“The biggest advantage of North Korean tourism is its ‘controversial’ features, which enable tourists to feel a different political and social atmosphere,” Che noted.

Shan, the aforementioned Chinese traveler, also told the Global Times that “quite a few postcards sold in North Korea feature the country’s unique revolutionary slogans.”

Tourism “will drive investment and consumption, as it’s beneficial to improving the country’s image,” Che believes.

However, development restrictions also exist. As far as Zheng is concerned, poor infrastructure, especially in the transport sector, tends to be a major obstacle.

“The reception ability of [the resorts] is also limited,” Shan said.

Zhao Juecheng, Mang Jiuchen and Ding Yuqing contributed to this story.

Source: Global Times

Scientists reveal panda’s long-lost lineage after extracting DNA from ancient skull

Chinese scientists revealed long-lost panda lineage by extracting DNA from a 22,000-year-old skull, and this discovery may help unearth the species’ evolution.

Scientists at the Chinese Academy of Sciences’ Institute of Vertebrate Paleontology and Paleoanthropology discovered the mysterious relative in South China’s Guangxi Zhuang Autonomous Region, according to a statement sent to the Global Times by the institute.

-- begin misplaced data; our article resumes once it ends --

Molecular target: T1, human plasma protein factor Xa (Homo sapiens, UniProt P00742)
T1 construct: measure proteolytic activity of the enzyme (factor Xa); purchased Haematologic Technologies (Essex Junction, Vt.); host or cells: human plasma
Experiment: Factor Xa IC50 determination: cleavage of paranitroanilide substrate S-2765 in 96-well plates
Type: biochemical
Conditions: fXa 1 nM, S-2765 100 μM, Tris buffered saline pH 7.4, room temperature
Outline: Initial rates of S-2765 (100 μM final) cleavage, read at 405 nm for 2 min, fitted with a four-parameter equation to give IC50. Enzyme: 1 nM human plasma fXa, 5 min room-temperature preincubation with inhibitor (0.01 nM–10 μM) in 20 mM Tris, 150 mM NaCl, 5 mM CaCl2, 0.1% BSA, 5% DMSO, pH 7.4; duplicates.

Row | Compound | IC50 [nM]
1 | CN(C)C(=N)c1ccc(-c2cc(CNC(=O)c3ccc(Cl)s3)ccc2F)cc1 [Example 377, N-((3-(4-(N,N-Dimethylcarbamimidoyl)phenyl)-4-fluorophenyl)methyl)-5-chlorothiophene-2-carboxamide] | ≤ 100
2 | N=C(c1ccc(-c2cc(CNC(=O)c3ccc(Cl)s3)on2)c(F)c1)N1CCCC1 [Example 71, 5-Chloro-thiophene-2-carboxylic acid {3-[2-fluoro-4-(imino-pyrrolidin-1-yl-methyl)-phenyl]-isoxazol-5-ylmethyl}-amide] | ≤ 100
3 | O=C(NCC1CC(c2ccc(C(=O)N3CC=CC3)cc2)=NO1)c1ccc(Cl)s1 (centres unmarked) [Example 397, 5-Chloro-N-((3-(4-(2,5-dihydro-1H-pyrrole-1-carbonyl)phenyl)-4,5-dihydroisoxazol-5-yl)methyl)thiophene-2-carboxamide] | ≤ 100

It said the panda’s relative was located in Cizhutuo. It is the oldest panda that has received gene sequencing so far.

Researchers analyzed the fossil using DNA fragments. By comparing its outer membrane or mitochondria with 138 present-day bears and 31 ancient bears, scientists discovered that the Cizhutuo panda shares the closet genetic relationship with current giant pandas.

And results also show that the split between ancestors of Cizhutuo panda and the ancestor of present-day pandas goes back about 144,000 years.

The research also shows that the Cizhutuo panda belongs to a different mitochondrial lineage.

Fu said that a comparison between the Cizhutuo panda’s nuclear DNA to present-day genome-wide data would allow a more thorough analysis of the evolutionary history of the Cizhutuo panda, as well as its shared history with present-day pandas.

The discovery is of vital importance to obtaining the giant panda’s ancient nuclear DNA, which is significant to accurately determine the species’ evolutionary history, the institute said.

As the population of giant pandas drops, gene rebuilding alone is impossible to describe the evolutionary history of this species, it noted.

We also need to sequence more DNA from various ancient pandas to capture how their genetic diversity has changed over time, and how did these changes relate to their current, much more restricted and fragmented habitat, Fu said.

She said getting genome-wide data also helps us understand what happened to them in the past.

Fu said her next goal is to get the nuclear genome of the southern giant pandas, whether it be from the Guangxi skull or from related fossils.